The most important part of that evolution is that the Encyclopaedia Britannica has become far more than a very large number of well-written (and edited) articles by authoritative sources all alphabetized by topic and internally cross-referenced. (Note, however, that those attributes of authorial and editorial quality and authority should be sufficient to differentiate it from Wikipedia, notwithstanding the conflicting opinions of Mary Spicuzza and Nicholson Baker.) All of those articles still constitute the "heart" of the Britannica; but that "heart," known as the "Micropaedia," is only one of three basic elements. What Wikipedia does not offer (and probably sees no reason to do so) are the other two elements. One is a "Propaedia," which is basically an outline of all the knowledge covered by the "Micropaedia," thus providing a structural framework for the entire contents, which, for example, facilitates identifying related topic areas not explicitly mentioned in the "Micropaedia" entries. The other is the "Macropaedia," which is a collection of expository articles intended to provide a "big picture" view of a topic area to be read before digging into the details of the "Micropaedia." (By the way the hyperlinks for these three elements are all Wikipedia entries!)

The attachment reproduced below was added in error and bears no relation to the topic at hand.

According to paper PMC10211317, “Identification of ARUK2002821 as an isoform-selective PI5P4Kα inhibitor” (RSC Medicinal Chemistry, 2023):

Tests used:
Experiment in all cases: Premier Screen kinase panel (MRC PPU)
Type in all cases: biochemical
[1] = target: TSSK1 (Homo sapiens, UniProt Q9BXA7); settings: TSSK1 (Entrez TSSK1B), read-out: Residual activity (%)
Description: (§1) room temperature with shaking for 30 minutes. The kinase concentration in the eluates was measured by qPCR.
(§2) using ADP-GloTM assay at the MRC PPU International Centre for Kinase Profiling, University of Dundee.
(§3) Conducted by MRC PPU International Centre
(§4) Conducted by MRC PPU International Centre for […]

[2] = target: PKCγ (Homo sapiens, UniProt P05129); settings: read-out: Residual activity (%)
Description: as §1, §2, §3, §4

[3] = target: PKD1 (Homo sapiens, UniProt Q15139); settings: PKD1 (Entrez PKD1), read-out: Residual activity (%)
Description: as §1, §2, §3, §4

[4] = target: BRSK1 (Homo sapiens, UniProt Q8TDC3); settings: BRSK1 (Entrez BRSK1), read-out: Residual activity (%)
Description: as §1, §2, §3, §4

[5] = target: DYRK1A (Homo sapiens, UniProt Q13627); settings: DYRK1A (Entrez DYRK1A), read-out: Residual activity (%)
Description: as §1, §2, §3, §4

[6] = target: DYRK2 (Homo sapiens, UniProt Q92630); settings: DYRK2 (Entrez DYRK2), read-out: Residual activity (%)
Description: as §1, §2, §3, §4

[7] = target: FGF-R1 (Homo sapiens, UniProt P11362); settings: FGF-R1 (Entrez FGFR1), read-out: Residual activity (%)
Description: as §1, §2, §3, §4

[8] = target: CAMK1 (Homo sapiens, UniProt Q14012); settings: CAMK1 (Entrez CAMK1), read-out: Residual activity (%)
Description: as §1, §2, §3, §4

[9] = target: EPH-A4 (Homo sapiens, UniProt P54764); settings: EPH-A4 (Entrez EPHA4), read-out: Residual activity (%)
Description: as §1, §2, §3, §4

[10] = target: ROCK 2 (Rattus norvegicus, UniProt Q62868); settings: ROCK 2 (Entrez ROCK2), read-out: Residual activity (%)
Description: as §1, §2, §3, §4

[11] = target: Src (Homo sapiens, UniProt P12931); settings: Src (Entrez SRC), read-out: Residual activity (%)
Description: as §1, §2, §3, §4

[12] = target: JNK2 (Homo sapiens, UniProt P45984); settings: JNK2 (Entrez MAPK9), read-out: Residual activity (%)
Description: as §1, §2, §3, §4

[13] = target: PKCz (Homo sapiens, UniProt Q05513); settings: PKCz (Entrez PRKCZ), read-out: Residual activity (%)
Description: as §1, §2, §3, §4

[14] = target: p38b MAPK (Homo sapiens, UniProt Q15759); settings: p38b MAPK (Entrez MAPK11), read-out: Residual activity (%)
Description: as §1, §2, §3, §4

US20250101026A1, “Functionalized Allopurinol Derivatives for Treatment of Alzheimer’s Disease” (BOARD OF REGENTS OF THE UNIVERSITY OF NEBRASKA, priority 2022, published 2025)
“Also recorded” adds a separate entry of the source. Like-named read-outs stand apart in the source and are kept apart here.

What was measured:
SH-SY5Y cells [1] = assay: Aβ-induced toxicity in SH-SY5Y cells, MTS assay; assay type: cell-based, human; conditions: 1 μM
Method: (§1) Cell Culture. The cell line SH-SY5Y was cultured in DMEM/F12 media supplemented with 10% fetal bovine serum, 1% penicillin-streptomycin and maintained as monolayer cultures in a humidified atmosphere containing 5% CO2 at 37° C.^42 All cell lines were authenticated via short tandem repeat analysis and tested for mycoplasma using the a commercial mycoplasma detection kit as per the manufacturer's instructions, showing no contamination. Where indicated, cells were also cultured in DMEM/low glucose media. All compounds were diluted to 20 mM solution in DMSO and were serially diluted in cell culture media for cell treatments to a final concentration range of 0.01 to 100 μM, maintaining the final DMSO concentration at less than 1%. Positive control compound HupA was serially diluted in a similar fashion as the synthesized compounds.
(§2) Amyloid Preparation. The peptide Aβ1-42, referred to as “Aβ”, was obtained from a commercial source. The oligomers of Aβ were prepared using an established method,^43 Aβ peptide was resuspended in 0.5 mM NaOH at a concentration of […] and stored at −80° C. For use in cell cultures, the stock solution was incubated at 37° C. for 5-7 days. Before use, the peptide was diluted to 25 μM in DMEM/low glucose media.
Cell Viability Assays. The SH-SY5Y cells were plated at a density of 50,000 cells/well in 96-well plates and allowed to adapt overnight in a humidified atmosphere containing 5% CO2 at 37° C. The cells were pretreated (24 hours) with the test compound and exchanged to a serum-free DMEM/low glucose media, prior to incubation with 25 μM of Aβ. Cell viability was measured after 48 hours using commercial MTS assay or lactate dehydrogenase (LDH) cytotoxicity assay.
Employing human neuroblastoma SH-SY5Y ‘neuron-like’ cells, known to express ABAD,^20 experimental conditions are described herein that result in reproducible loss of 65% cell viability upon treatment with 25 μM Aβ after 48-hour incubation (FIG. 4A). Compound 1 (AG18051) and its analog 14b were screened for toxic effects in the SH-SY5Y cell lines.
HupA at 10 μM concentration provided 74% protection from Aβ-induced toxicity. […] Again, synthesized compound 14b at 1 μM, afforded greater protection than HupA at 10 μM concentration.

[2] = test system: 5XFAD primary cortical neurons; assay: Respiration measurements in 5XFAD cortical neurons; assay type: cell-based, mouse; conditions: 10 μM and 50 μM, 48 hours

At the risk of sounding too reductive, I would suggest that Wikipedia has become one of the better ways to get straightforward answers to straightforward questions; but, if you really want to learn about something (particularly something highly unfamiliar to you), you need the kind of resource that the full Britannica package provides. Now I have no idea whether or not this whole package is covered by what Britannica now plans to make available for free to a blogger like myself. That is why I just submitted my registration for the service and hope to report on my pleasures and/or disappointments with what I find!


Anonymous said...

"Note, however, that those attributes of authorial and editorial quality and authority should be sufficient to differentiate it from Wikipedia, notwithstanding the conflicting opinions of Mary Spicuzza and Nicholson Baker."

I think you've misread Mark Spicuzza's recent article "Wikipedia Idiots." The article addresses the problems of online anonymity. Nowhere does it state that Wikipedia rivals Britannica in quality or accuracy; in fact, the article implies that it's authority is questionable at best.

"Say what you will about the press: There is at least a measure of accountability in a newspaper that is rarely seen on Wikipedia. It's called a byline. I mean, I'm sure I've produced some less-than-brilliant work during the dozen or so years I've been a journalist. But at least I've had the guts to sign my name — my real name — to what I write."